These words were written back in 1998 about the current men's golf national champion: "Tiger Woods will not win a U.S. Open in the near future because he's too bold and too temperamental for this tournament's rigorous state."
The Tiger Woods we witnessed play the role of wrecking ball to Pebble Beach and a major field of 155 other golfers over the weekend is nothing but a reasonable facsimile of his previous Open challenges at Oakland Hills, Congressional, Olympic and Pinehurst. His game had weaknesses then, glaring weaknesses that tended to arrive only when the absolute best was required.
And those weaknesses fed golf's vultures, the doubters who'd circle Tiger, ready to bounce at the first drip of dropped shots and mental errors.
Sure, Tiger drives the golf ball at great lengths, but who knows where it will end up? You can't win U.S. Opens from the rough, and Tiger's ball seems to have rough radar.
As an amateur in 1995, Tiger did have to withdraw from the Open at Shinnecock Hills after he sprained his wrist while trying to whack from the hay.
But the rough now? Problem no longer. Tiger makes splitting fairways more than 300 yards away as routine as wearing red shirts on Sunday.
And when you can hit knockdown 4-irons off the tee to position A, and hit those wind-cheating 2-iron stingers without fear, you don't have to worry about playing from the rough. He's the game's best shot maker.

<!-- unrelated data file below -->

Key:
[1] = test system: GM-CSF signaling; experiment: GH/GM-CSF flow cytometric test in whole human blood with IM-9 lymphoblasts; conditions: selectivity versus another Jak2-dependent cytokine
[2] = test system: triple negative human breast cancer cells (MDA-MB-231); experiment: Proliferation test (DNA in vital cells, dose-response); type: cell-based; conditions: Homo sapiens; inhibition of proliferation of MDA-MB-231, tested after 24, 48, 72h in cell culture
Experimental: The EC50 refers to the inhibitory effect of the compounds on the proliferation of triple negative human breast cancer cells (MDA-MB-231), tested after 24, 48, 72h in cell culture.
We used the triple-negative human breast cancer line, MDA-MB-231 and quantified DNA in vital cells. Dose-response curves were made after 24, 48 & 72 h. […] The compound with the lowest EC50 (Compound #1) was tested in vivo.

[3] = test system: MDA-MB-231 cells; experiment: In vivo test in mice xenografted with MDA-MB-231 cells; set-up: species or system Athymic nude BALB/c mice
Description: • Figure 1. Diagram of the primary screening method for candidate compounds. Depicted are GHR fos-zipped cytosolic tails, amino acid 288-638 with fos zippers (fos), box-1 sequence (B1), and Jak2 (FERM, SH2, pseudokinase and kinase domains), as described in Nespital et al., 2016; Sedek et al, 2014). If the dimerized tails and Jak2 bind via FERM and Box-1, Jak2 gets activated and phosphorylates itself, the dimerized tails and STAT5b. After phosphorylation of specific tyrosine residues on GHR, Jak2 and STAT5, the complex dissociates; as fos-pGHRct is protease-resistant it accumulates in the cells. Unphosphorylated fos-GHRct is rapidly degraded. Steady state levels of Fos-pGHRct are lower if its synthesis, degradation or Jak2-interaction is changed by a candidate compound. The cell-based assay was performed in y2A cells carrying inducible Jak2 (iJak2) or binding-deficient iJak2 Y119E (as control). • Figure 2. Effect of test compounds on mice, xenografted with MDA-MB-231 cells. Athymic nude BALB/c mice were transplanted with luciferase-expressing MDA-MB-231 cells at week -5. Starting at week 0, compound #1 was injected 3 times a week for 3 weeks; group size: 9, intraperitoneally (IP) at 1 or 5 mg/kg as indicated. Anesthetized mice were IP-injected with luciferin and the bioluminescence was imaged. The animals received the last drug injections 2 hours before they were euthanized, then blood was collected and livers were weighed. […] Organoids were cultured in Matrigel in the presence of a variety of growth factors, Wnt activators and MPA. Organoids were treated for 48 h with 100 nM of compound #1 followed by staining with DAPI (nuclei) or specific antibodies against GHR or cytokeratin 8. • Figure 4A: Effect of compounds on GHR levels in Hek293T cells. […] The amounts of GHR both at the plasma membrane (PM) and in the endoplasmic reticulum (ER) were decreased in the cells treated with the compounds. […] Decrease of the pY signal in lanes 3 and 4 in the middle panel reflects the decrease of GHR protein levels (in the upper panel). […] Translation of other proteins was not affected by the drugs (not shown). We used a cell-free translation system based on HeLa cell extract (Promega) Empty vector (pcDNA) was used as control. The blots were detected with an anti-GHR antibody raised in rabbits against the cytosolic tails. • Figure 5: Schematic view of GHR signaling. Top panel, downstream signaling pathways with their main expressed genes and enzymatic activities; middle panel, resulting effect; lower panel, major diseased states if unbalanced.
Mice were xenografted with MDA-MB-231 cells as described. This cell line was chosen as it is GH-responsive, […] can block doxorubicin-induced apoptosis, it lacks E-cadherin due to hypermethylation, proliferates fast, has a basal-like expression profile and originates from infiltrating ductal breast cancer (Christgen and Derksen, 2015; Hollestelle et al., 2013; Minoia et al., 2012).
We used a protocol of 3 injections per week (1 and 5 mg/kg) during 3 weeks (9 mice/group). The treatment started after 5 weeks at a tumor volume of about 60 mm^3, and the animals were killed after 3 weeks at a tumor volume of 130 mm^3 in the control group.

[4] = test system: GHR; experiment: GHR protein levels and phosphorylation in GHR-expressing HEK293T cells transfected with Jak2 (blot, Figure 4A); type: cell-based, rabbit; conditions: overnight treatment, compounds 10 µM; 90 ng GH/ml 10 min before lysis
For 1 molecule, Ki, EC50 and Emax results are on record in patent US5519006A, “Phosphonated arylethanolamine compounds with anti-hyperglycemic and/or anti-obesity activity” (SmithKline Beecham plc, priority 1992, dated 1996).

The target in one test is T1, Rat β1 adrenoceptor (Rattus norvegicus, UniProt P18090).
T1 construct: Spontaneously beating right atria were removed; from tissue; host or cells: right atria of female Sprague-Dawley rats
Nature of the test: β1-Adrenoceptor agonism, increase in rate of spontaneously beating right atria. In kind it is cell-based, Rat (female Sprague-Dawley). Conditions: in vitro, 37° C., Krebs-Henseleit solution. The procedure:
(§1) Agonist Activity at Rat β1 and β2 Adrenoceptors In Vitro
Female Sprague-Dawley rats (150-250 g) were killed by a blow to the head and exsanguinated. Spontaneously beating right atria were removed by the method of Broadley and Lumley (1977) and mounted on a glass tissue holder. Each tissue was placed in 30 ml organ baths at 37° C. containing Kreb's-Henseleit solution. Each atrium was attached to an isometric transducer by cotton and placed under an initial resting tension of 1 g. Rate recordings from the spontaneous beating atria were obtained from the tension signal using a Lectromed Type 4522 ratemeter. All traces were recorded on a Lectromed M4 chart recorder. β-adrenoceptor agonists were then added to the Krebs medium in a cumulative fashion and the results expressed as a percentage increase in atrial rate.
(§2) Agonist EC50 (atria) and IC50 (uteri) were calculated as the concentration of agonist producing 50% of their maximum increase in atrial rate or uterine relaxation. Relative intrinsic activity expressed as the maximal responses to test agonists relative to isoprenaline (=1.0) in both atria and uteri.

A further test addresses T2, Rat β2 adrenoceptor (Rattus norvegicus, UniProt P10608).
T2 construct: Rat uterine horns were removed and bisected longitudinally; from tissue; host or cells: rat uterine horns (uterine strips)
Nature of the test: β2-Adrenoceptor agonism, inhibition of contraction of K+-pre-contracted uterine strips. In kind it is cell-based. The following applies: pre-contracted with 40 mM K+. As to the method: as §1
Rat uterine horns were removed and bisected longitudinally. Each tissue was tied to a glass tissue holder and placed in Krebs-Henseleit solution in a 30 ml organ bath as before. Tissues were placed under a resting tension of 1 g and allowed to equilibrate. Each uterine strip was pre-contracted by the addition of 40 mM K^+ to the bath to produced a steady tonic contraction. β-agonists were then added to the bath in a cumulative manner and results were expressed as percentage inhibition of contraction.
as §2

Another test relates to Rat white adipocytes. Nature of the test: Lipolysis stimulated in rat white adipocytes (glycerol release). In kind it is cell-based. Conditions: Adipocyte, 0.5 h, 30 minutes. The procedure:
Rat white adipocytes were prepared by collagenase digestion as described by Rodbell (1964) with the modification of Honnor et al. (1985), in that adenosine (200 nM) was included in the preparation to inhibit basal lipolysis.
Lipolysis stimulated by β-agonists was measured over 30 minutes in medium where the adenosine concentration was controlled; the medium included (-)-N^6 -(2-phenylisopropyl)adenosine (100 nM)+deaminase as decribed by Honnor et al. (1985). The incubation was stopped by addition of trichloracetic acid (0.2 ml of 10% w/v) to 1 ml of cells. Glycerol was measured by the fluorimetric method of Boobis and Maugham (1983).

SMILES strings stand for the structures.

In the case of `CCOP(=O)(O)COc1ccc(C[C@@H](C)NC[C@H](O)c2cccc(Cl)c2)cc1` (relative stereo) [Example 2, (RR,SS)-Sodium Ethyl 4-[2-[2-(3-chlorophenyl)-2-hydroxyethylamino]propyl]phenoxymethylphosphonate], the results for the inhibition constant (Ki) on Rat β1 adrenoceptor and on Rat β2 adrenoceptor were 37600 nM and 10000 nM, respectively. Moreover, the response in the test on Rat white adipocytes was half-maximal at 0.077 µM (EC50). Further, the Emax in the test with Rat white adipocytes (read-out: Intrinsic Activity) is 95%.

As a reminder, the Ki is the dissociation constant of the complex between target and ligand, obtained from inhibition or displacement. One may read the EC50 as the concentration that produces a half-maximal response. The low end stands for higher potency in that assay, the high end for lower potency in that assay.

OK, so Tiger drives it a long way. But he's so inconsistent with his distance control that his pitching wedge shots are like Chuck Knoblauch's throws from second. You never know when one will end up in your lap.
At Oakland Hills, Tiger did scare enough gallery members who happened to be standing on neighboring tee boxes, as he hit 52.8 percent of greens.
But distance control now? Problem no longer. With enough range work to rival Vijay Singh's reputation, Tiger's tempered his slashing swing and perfected those pitching and sand wedge yardages. Can you remember the last time Tiger air-mailed a green from the fairway?
Yeah, but he's in his share of trouble from time to time. This guy's all about power. He couldn't get up-and-down in an elevator.
At Congressional, while Tiger led the field in birdies, he'd find enough trouble greenside to produce his share of whiffs and flubs.
But chips, flops and bunkers now? Problem no longer. You see the endless hours of practice in his short game as Tiger nudges every chip, every flop, every bunker play inside 10 feet.
Forget Phil; Tiger's now the game's greatest short-game wiz.
Once Tiger gets on the greens, that's where the real adventure is. The putter is kryptonite in his hands.
Tiger might have won at Pinehurst had he not yanked putts from 3 feet twice on Sunday. And at Olympic, Tiger had two four-putts, countless three-putts and 126 putts in all.
But putting now? No problem this past week. His putter, used 100 times in carrying him to victory, sank shots in the fog, the wind and at all hours.
So let's recap: Game's greatest all-around driver. Game's greatest shot maker. Game's surest short game. Game's most determined to succeed. Game's fiercest competitor. Any questions?
It's this totality that separates Tiger from his contemporaries. His ultimate beauty comes from understanding that his game needed massive reconstruction to reach the levels he's enjoying.
Scary to believe, but Tiger Woods is 24 and still a work in progress. It'll be hard to duplicate this showing at St. Andrews, Valhalla or even Southern Hills for the 2001 Open.
But after Tiger's 15-shot triumph, the greatest individual performance in golf's storied history, the vultures now are out of business.
Reach Rick Dorsey at (706) 823-3219.
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